New Westminster, BC City Fire, Sep 1898
AFTER THE FIRE.
A CITY OF TENTS SPRINGS UP AT NEW WESTMINSTER.
SCENES AND INCIDENTS.
THE PEOPLE STUNNED BY THEIR LOSSES -- ENERGY DISPLAYED BY THE BURNT OUT STOREKEEPERS -- SNEAK THIEVES TAKE ADVANTAGE OF THE FIRE TO PLY THEIR TRADE -- INSURANCE LOSSES -- PRINCIPAL COMPANIES INVOLVED.
Vancouver, Sept. 12. -- At New Westminster this morning there are many peculiar scenes after the fire. On the wide, open space, just beyond where the fearful force stopped, a town of tents has arisen. The provincial government and Vancouver
authorities have housed in tents lent by the militia
department, all the homeless sufferers. Blankets
by the hundreds formed beds and the burned out families seem to be as comfortable as possible under the circumstances. All through the unfortunate victims of the flames have borne their ruin stoically. All through the hours of the conflagration they were calm as death, today they are just the same. Their losses have made them almost insensible to thought. During the fire, save for the roaring of the flames, and the shouting of the firemen and Chinese, all was quiet, no crying or panic was seen or heard in the crowds of burnt-out and destitute people. They only appeared intent on saving what they had been able to secure from their destroyed homes, and watched with a kind of inquisitiveness the terrible havoc made by their unrelenting foe, and quietly wondered when the conflagration would burn itself out. As usual at fires, a number of robberies took place, and more than one store was pillaged. A jeweler alleges that he had a number of watches stolen, while it is said that the till was stolen from a bar. JOHNSON'S boot store was entered, while some of the stock was being taken out, and several men wre noticed deliberately helping themselves to boots which might fit them. JACK JOHNSON says that the firm's loss will be about $6,000 or $7,000.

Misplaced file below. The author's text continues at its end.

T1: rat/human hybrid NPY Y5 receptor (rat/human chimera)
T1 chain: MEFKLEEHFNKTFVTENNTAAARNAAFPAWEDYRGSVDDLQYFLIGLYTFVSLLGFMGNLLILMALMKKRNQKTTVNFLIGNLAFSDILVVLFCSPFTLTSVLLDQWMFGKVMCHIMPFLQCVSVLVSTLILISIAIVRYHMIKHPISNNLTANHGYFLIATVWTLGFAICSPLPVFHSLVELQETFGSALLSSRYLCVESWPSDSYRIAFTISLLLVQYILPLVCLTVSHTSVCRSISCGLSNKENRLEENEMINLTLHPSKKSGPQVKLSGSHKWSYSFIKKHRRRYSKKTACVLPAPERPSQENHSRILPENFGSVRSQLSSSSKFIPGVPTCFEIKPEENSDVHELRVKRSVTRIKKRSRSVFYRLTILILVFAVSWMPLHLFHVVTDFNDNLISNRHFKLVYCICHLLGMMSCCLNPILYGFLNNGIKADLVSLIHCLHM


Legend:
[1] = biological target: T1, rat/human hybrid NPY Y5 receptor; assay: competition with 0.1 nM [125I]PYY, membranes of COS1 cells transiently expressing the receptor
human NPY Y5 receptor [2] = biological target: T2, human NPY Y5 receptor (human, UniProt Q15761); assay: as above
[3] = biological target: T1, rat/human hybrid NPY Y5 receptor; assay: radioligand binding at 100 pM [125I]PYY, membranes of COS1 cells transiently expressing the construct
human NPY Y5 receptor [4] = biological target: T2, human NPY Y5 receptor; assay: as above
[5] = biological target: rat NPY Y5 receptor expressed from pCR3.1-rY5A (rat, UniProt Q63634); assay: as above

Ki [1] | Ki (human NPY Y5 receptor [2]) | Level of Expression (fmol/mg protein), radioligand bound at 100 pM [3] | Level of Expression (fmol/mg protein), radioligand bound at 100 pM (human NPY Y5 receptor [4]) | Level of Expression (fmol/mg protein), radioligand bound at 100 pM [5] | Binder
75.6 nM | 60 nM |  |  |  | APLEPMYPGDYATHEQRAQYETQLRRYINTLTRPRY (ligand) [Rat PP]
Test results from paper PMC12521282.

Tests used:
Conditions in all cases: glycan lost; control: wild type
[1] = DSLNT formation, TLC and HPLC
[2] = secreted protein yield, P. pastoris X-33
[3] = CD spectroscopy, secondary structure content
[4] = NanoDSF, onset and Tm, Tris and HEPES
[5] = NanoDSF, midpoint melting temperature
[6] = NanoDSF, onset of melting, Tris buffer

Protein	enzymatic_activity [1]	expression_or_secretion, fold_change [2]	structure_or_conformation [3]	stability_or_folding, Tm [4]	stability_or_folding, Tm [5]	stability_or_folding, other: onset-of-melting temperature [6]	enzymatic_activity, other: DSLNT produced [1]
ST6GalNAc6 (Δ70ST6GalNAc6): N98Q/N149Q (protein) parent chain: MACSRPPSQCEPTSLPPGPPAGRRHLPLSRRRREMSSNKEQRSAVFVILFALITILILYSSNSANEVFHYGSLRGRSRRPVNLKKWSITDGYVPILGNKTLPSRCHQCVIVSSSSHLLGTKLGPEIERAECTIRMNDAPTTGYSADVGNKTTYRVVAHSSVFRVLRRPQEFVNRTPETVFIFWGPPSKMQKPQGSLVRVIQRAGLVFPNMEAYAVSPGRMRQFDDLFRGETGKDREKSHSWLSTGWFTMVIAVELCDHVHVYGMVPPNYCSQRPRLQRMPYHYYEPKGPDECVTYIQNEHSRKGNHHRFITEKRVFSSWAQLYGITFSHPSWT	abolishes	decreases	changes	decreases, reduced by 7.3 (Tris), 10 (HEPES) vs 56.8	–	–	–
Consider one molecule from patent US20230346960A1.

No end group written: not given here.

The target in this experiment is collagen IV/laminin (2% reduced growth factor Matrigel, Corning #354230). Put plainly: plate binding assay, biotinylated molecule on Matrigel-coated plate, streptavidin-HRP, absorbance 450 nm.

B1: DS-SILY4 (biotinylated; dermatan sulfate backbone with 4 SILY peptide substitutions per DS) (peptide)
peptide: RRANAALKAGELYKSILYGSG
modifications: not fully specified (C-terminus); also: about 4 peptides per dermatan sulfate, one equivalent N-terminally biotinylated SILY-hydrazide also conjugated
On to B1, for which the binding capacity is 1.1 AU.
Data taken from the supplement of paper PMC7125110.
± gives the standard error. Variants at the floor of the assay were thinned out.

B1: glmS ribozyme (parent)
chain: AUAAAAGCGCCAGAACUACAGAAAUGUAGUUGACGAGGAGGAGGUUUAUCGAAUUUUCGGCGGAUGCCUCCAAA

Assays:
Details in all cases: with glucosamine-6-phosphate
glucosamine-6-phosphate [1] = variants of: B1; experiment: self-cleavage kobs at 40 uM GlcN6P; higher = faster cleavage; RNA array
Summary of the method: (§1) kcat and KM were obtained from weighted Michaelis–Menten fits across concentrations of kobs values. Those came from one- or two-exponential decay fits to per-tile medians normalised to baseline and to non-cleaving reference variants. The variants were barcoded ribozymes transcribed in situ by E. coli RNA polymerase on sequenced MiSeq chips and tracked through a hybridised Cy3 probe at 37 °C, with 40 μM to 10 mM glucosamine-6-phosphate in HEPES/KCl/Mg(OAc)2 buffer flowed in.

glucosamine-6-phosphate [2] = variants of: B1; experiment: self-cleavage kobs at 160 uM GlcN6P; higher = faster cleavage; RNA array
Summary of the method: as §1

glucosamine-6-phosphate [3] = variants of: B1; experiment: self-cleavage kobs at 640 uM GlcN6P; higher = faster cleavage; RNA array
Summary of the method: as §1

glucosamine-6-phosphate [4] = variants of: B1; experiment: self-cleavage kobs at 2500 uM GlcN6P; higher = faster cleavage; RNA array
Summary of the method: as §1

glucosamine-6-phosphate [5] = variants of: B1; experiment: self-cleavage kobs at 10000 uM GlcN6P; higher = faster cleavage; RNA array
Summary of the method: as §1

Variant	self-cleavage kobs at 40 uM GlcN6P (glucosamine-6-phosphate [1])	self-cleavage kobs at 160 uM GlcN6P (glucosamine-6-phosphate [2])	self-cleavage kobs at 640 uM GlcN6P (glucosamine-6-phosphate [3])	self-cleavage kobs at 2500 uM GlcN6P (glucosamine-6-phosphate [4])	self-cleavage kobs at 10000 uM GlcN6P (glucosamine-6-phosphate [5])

The chief of police, when asked if there had been any arrests on account of looting, answered in the negative. He said it was impossible to watch everybody, but he could see there had been little or no thieving. His theory to the origin of the fire is that a spark from one of the steamers mush have ignited the bay on Brackman & Kerr's wharf.
"It was the worst thing I ever saw, there is no way of describing the course of the fire, it seemed to come from everywhere."
Already the active merchants of the Royal City are starting to rebuild the stores and renew business. ANNANDALE, grocer, whose premises were totally destroyed, started building a new store in the afternoon and will be open today. He is nothing if not energetic. The C. P. R. only lost one refrigerator car, the station and baggage room were burnt, but everything of value was saved.
One sick mother in New Westminster, who had to be carried out of a house in danger, suddenly remembered that her three year old child was missing. She sent her husband back to look for the child and he found the baby crouching down beside a stove, fear stricken. The rescue was made only just in time. It is reported that several horses were roasted to death in the fire.
Fire companies interested in the loss are: London Assurance company, which insured all the Sun Life property, estimated at about $1,000,000; Commercial Assurance; Royal, London and Lancashire; Sun; North British and Mercantile; Liverpool London and Globe; Union British American; Hartford of Connecticut; Aetna Insurance Co.; Atlas; Alliance; Guardian; Manchester; Western of Toronto; Northern Insurance Co.; Phoenix of London; Phoenix of Hartford; Lancashire; Insurance Company of North America; National of Ireland; Scottish Union; National.